Khizr Khan urges students to stand together, uphold dignity during Trump presidency

Khizr+Khan+speaks+in+front+of+Northwestern+students.+Khan+was+a+part+of+a+speaker+series+held+by+the+Muslim-cultural+Students+Association+for+Discover+Islam+Week+2017.+
Back to Article
Back to Article

Khizr Khan urges students to stand together, uphold dignity during Trump presidency

Khizr Khan speaks in front of Northwestern students. Khan was a part of a speaker series held by the Muslim-cultural Students Association for Discover Islam Week 2017.

Khizr Khan speaks in front of Northwestern students. Khan was a part of a speaker series held by the Muslim-cultural Students Association for Discover Islam Week 2017.

Claire Pak/The Daily Northwestern

Khizr Khan speaks in front of Northwestern students. Khan was a part of a speaker series held by the Muslim-cultural Students Association for Discover Islam Week 2017.

Claire Pak/The Daily Northwestern

Claire Pak/The Daily Northwestern

Khizr Khan speaks in front of Northwestern students. Khan was a part of a speaker series held by the Muslim-cultural Students Association for Discover Islam Week 2017.

Catherine Kim, Reporter

Hang on for a minute...we're trying to find some more stories you might like.


Email This Story






Khizr Khan, the Pakistani-American known for his 2016 Democratic National Convention speech, urged Northwestern students to uphold American values with pride at a talk organized by the Muslim-cultural Students Association on Thursday.

Khan, the father of a soldier killed in the Iraq War, criticized then-presidential candidate Donald Trump at the DNC. He told students at Harris Hall that he carries a pocket Constitution in his coat pocket and read from the 14th Amendment during the talk held as part of Discover Islam Week.

He opened by quoting philosopher Richard Rorty’s 1998 book “Achieving Our Country,” which he said largely predicted Trump’s election and presidency.

“The non-suburban electorate will decide that the system has failed and start looking around for a strongman to vote for,” Khan read from the book.

He said the current administration’s “lack of a moral compass” is alarming because a nation without a moral compass has no direction. It is important for people to not be discouraged by the political climate and should uphold the American value of dignity, he said.

“This country is made up of all people from different backgrounds. (This) pluralism means that in whole we are all different but all together as one nation,” he told The Daily.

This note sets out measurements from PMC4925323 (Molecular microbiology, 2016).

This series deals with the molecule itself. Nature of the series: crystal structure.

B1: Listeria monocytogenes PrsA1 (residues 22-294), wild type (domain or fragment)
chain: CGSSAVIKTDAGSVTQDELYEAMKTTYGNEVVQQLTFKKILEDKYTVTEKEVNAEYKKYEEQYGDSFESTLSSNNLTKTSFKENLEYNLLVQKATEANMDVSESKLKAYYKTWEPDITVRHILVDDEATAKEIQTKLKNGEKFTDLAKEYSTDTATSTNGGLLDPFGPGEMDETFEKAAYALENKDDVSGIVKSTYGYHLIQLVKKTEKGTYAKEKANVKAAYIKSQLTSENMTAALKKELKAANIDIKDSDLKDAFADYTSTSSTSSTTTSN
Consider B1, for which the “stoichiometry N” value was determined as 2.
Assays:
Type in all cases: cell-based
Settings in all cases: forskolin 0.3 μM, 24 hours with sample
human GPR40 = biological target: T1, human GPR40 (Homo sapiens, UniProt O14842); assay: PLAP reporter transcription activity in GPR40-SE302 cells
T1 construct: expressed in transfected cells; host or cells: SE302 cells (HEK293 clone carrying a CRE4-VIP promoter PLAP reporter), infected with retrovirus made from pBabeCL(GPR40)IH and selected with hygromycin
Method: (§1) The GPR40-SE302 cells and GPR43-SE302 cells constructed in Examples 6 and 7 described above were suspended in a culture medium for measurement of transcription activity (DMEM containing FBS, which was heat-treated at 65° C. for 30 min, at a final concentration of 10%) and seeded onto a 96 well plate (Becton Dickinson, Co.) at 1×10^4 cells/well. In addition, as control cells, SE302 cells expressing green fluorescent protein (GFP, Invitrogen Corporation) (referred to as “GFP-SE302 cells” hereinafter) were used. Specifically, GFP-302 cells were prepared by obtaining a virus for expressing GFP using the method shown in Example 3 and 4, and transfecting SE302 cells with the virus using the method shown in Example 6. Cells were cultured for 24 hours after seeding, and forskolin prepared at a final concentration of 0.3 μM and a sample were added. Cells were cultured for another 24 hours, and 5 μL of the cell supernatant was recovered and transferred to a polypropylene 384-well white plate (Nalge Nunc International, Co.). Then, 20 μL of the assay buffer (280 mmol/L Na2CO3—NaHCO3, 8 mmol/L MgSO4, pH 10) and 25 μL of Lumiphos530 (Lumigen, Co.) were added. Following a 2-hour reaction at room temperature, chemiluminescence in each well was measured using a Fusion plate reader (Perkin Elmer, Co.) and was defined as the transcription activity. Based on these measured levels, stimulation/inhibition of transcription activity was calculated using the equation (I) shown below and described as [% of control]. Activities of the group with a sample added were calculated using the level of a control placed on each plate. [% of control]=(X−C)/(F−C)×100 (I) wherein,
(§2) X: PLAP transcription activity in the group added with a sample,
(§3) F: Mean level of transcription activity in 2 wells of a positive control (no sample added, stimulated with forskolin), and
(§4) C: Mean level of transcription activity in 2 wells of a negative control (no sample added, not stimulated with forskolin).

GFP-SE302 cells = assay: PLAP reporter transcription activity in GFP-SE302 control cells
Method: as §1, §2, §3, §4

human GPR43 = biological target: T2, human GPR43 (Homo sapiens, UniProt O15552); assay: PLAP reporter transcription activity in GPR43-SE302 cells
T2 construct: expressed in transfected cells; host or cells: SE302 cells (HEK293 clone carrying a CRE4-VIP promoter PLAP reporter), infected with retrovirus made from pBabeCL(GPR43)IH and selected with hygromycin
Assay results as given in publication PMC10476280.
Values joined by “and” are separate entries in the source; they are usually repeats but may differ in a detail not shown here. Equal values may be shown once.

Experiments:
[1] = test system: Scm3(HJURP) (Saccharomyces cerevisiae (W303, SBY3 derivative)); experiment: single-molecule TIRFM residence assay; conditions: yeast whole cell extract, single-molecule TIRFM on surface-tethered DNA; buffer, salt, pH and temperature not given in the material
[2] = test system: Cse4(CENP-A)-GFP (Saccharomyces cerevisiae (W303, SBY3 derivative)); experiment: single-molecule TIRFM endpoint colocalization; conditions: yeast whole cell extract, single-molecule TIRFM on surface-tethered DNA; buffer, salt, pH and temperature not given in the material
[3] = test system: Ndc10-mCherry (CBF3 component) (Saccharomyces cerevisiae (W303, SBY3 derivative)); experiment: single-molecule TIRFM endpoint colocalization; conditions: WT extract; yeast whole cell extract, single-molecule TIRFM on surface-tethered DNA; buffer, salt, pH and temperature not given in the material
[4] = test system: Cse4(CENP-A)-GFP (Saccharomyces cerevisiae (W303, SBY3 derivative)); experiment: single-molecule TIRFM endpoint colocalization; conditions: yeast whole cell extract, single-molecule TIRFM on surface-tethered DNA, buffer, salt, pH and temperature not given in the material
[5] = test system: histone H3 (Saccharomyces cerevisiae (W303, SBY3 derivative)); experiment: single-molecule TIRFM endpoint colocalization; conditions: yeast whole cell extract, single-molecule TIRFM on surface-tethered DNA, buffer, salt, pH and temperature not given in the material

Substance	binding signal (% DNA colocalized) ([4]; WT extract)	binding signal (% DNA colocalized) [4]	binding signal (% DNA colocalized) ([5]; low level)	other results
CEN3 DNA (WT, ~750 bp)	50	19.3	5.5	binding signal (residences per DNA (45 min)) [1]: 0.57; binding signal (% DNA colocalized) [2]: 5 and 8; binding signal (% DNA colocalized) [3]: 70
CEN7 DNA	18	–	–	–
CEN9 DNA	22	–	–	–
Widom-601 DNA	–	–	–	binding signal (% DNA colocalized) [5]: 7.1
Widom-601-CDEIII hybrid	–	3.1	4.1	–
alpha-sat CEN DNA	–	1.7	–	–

Khan said he continues to give speeches, including his DNC speech, as a means of both upholding these values and spreading messages of encouragement to communities that are hurting.

He said when asked to speak at the DNC, he and his wife, who joined him stage, took two days to decide whether to accept the invitation. But ultimately, they decided it was what their son — Capt. Humayun Khan, who died in 2004 while serving in the Iraq War — would have done.

He said they wanted to stand up for their son — who had died protecting his country — and for other children and Americans who had been hurt by hateful rhetoric targeting them in their own country.

“Somebody had to speak on behalf of hurting children” Khan said. “That is what made us (speak) so loudly. That is what continues to move me forward.”

Khan encouraged students to support those around them through “simple gestures,” whether through short words of affirmation or by speaking up for others.

Weinberg senior Jackson Walker attended the event and told The Daily that a small gesture students can make is to participate in events that support other communities. Though it may be difficult to voice one’s opinion publicly, it is necessary to stand with others, he said.

Weinberg senior Becca Sanchez also attended and told The Daily that students can start following Khan’s advice by simply listening to others perspectives

“Real progress and change can be made when we finally decide to stop talking for a moment and listen to what other people have to say,” she said. “Otherwise there’s no compassion. There’s no understanding; there’s no learning; there’s no teaching.”

Khan closed by again emphasizing the importance of liberty and dignity, especially in context of his identity as a Muslim American.

“America has been in many dark places before,” he said. “But this is our time to uplift.”

Email: catherinekim2020@u.northwestern.edu
Twitter: @ck_525

Comments